Calceby is a small village in the East Lindsey district of Lincolnshire, England. It is situated approximately 4 miles (6 km) west from the market town of Alford.It is in the civil parish of South Thoresby. Once much larger, Calceby is recorded in the Domesday Book as "Calesbi". Lord of the Manor in 1086 was Earl Hugh of Chester. By the early seventeenth century, the conversion of agriculture from corn to pasture had begun a process of depopulation of the parish.
Ruins of St Andrew's Church, Calceby
Calceby brook and spring.
The source of the Great Eau
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In 1638 the vicar said that his meagre income from tithes (£13 16s 6d per annum) could only be increased if the village were to be repopulated. The parish church of St Andrew is now in ruins, the last service to take place there being in 1692. Maurice Beresford included Calceby in his "Lost Villages of England".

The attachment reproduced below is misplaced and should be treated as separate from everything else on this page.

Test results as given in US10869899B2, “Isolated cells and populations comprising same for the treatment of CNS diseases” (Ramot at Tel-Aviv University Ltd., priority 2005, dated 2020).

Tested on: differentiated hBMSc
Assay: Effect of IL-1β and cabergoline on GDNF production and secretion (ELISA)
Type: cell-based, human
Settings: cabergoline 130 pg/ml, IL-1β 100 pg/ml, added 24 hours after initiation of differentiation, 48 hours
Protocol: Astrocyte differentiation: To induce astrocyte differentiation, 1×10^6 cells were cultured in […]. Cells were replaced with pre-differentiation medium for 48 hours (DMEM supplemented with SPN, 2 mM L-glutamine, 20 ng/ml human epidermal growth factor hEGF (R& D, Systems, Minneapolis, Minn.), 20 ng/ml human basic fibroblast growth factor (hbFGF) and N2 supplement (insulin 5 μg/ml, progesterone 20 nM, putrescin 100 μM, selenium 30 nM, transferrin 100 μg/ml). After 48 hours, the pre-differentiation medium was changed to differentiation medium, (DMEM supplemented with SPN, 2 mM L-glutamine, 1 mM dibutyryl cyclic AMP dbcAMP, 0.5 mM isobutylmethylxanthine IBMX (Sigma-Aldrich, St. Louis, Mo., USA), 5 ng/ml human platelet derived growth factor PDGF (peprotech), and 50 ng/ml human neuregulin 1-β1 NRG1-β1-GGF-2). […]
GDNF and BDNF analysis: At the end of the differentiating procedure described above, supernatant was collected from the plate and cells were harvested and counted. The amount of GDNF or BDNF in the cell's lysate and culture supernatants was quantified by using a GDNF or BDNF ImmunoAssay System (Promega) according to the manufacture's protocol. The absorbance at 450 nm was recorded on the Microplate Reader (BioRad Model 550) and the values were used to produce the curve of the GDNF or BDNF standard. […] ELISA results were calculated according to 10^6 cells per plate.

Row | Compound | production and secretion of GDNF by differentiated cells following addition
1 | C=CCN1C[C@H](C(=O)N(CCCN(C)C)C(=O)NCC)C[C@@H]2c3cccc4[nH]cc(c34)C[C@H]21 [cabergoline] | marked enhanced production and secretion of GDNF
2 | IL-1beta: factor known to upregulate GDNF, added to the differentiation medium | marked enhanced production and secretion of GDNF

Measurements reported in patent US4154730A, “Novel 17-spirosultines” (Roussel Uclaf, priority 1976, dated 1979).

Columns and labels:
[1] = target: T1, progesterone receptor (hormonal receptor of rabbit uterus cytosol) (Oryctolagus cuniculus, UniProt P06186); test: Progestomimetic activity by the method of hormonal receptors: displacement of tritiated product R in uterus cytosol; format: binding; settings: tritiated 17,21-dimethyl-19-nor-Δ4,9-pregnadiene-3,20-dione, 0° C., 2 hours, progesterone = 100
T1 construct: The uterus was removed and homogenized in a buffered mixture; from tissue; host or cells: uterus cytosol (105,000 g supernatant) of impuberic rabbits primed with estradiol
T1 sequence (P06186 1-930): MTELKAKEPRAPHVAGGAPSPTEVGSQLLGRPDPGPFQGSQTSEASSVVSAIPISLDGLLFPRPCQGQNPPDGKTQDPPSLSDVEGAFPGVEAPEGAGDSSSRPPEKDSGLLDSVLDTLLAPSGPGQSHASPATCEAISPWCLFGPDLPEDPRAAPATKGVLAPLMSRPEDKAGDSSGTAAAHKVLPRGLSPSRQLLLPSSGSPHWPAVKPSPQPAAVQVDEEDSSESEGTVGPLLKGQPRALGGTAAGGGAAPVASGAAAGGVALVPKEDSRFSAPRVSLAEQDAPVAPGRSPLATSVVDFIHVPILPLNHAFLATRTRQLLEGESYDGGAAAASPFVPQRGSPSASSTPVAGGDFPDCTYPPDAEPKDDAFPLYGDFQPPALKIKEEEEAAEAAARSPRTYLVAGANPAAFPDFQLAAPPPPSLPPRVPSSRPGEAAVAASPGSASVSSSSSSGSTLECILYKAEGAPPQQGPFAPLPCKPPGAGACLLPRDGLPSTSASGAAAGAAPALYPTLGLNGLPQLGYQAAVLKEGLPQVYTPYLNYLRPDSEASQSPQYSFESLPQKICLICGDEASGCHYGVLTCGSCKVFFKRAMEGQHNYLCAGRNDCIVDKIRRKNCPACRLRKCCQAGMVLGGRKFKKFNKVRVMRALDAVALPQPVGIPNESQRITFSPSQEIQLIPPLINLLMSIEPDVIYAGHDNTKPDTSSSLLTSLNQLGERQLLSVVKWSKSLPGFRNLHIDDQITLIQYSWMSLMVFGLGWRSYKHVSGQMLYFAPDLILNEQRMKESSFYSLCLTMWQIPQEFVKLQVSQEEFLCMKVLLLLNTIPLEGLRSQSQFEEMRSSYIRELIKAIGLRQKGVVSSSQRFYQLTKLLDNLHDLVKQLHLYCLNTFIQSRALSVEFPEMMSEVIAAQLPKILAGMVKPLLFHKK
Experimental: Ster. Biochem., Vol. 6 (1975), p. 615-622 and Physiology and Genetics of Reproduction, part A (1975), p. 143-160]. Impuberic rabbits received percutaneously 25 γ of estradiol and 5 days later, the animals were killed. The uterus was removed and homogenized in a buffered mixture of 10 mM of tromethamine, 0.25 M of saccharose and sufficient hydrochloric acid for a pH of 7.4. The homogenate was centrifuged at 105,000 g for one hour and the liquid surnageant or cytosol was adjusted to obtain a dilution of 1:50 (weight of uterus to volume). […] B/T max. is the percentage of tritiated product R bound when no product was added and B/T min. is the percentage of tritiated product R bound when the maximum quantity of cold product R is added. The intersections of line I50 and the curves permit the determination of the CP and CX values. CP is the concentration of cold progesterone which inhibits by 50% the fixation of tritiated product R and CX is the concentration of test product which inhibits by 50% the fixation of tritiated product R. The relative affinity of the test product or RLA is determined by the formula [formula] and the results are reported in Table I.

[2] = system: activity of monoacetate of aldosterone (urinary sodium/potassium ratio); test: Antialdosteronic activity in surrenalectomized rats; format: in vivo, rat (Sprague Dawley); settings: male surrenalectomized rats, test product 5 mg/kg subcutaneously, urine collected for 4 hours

Calceby Marsh has been designated a Site of Special Scientific Interest (SSSI) as "an outstanding example of base-rich marsh". The site consists of three areas of marshland, each differing slightly in species composition and surrounded by grassland of value to breeding snipe and lapwing.
- "Domesday Book:Calceby". Domesday Maps: University of Hull. Retrieved 5 May 2011.
- Hill, Christopher (1956). Economic Problems of the Church (1968 ed.). London: Panther. p. 82.
- "Lincolnshire Wolds:Calceby". Lincolnshire Wolds. Retrieved 5 May 2011.
- Hill, ibid: Beresford (1954) p57
- "Calceby Beck, South Thoresby" (PDF). Lincolnshire Chalk Streams Project. Retrieved 18 May 2013.
- "The Lincolnshire Chalk Streams Project". Lincolnshire Wolds Countryside Service. Archived from the original on 27 July 2013. Retrieved 18 May 2013.
- "Calceby Marsh". English Nature Org. Retrieved 5 May 2011.
- Media related to Calceby at Wikimedia Commons